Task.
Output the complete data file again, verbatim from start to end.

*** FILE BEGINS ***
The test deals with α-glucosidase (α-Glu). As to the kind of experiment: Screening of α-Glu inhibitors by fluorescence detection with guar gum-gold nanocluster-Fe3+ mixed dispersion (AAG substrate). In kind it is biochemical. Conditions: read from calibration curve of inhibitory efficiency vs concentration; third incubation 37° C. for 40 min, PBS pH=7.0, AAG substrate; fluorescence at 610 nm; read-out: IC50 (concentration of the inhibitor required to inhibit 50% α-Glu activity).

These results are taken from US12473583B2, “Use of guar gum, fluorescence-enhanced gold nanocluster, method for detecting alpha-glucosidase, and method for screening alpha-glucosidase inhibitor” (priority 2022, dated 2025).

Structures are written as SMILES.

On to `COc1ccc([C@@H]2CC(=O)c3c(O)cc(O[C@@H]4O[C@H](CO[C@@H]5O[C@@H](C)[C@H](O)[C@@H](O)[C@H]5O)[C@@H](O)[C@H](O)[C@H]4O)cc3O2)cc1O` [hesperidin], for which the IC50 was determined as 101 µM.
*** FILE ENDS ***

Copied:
The test deals with α-glucosidase (α-Glu). As to the kind of experiment: Screening of α-Glu inhibitors by fluorescence detection with guar gum-gold nanocluster-Fe3+ mixed dispersion (AAG substrate). In kind it is biochemical. Conditions: read from calibration curve of inhibitory efficiency vs concentration; third incubation 37° C. for 40 min, PBS pH=7.0, AAG substrate; fluorescence at 610 nm; read-out: IC50 (concentration of the inhibitor required to inhibit 50% α-Glu activity).

These results are taken from US12473583B2, “Use of guar gum, fluorescence-enhanced gold nanocluster, method for detecting alpha-glucosidase, and method for screening alpha-glucosidase inhibitor” (priority 2022, dated 2025).

Structures are written as SMILES.

On to `COc1ccc([C@@H]2CC(=O)c3c(O)cc(O[C@@H]4O[C@H](CO[C@@H]5O[C@@H](C)[C@H](O)[C@@H](O)[C@H]5O)[C@@H](O)[C@H](O)[C@H]4O)cc3O2)cc1O` [hesperidin], for which the IC50 was determined as 101 µM.